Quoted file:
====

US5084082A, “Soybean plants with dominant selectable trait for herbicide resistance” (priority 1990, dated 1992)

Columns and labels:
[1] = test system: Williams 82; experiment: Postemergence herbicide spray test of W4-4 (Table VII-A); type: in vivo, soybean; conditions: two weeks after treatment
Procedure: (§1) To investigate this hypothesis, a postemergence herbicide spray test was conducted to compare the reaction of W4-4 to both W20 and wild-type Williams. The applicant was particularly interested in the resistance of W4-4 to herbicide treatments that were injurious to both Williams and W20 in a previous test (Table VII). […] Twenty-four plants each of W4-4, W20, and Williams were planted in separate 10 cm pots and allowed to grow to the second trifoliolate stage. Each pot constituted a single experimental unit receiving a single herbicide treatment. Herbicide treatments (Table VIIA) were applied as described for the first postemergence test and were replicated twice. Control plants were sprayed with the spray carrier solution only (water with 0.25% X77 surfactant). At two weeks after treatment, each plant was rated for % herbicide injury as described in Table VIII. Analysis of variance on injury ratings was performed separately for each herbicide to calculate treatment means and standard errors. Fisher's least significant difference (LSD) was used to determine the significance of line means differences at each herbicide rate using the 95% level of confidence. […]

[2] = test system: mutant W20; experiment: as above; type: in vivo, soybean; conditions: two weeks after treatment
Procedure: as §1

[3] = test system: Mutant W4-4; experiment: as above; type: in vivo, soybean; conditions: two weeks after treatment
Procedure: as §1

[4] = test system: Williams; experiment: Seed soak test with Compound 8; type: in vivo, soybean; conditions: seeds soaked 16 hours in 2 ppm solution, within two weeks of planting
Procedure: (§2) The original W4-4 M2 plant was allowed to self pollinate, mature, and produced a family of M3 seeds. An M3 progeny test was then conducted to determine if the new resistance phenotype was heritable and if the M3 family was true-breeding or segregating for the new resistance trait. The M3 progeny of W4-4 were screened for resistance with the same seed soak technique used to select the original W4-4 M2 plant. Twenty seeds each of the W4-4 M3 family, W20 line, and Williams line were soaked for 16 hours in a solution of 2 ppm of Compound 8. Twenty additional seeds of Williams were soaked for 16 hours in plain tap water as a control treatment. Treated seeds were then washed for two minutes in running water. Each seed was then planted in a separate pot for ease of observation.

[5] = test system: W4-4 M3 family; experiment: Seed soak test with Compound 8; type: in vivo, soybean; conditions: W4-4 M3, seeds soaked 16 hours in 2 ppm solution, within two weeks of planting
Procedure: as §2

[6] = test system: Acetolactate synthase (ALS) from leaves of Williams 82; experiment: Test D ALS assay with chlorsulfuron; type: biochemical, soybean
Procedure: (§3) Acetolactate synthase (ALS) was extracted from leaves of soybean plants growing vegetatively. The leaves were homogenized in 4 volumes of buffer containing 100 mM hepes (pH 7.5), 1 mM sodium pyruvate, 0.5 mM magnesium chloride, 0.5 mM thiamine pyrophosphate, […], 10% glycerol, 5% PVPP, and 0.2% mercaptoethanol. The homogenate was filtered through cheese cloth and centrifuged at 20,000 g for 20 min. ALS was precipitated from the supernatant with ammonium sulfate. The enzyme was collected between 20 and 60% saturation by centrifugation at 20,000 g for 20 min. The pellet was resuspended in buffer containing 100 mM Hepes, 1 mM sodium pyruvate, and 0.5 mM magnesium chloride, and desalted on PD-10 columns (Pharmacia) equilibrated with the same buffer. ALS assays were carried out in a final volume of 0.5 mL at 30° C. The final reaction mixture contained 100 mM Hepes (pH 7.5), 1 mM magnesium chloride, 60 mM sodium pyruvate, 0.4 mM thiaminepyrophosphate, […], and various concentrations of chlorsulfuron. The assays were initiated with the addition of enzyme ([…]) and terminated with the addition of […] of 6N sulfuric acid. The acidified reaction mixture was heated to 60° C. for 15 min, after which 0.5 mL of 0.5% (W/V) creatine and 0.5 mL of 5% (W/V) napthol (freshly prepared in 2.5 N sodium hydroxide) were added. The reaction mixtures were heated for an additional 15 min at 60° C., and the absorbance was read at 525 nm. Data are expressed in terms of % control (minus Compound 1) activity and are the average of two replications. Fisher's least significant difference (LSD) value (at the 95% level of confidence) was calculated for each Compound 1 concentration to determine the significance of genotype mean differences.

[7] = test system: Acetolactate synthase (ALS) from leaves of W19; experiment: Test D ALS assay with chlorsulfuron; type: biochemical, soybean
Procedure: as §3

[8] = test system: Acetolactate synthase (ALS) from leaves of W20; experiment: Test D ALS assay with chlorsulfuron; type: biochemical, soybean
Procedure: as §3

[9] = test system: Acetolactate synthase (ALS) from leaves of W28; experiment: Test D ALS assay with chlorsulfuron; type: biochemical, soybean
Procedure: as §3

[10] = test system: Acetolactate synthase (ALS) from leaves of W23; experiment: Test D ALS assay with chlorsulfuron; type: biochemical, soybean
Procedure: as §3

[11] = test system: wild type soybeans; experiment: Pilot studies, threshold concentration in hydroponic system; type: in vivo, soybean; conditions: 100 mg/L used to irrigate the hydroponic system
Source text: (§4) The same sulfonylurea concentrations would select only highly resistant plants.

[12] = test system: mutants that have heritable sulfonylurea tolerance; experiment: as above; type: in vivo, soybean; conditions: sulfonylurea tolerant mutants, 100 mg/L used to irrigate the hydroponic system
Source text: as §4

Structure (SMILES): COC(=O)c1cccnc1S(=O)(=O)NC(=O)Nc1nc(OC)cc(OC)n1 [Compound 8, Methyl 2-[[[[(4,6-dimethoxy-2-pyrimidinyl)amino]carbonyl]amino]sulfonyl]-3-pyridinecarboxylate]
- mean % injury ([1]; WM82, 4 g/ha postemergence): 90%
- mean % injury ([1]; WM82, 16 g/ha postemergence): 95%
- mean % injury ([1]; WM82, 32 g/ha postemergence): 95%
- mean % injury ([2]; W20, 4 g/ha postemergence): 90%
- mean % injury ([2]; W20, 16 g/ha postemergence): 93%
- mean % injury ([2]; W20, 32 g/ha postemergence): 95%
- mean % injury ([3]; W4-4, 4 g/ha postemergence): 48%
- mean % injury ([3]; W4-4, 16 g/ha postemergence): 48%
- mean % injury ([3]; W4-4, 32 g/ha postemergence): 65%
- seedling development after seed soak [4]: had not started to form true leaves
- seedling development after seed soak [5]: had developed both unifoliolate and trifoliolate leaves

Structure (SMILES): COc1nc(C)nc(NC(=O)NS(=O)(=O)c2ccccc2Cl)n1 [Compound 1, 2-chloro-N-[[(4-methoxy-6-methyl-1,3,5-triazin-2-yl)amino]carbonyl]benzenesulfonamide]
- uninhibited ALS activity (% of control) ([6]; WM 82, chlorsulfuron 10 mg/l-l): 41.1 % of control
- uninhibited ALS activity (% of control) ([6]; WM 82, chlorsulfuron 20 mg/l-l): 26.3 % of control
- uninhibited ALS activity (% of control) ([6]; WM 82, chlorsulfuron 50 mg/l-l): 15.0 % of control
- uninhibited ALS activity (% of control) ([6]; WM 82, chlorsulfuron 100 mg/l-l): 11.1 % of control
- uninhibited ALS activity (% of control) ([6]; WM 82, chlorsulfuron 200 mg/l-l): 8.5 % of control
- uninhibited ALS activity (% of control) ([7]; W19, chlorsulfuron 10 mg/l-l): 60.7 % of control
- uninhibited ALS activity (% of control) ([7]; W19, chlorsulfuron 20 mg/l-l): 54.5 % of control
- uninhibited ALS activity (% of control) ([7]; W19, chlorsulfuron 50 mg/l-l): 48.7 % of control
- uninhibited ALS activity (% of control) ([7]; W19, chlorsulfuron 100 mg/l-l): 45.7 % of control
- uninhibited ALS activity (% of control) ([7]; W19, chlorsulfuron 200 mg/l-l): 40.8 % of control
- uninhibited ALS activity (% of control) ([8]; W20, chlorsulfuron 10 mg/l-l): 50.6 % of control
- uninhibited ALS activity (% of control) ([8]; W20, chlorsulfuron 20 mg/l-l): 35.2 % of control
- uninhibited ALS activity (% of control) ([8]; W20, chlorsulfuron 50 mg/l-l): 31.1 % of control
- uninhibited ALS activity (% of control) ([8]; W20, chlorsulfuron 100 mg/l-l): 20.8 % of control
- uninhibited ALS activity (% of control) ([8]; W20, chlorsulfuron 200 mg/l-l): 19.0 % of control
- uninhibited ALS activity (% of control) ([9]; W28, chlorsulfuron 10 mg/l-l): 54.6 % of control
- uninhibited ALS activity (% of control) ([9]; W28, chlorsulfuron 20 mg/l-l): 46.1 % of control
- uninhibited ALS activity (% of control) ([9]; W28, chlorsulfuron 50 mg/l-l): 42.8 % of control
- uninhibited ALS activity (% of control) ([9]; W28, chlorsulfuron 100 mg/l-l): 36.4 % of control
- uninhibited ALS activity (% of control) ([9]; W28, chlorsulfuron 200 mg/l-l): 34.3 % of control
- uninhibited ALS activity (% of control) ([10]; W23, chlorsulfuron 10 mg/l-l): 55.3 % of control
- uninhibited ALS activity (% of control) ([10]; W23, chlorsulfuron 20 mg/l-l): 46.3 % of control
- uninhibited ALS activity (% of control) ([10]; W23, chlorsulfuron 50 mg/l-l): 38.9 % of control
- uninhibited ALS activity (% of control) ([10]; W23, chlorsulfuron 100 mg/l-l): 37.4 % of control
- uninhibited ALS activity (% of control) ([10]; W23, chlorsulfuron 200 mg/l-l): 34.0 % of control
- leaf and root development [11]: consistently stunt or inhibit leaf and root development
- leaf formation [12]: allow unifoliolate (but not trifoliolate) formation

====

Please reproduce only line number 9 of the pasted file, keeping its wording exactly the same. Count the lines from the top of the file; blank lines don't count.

[4] = test system: Williams; experiment: Seed soak test with Compound 8; type: in vivo, soybean; conditions: seeds soaked 16 hours in 2 ppm solution, within two weeks of planting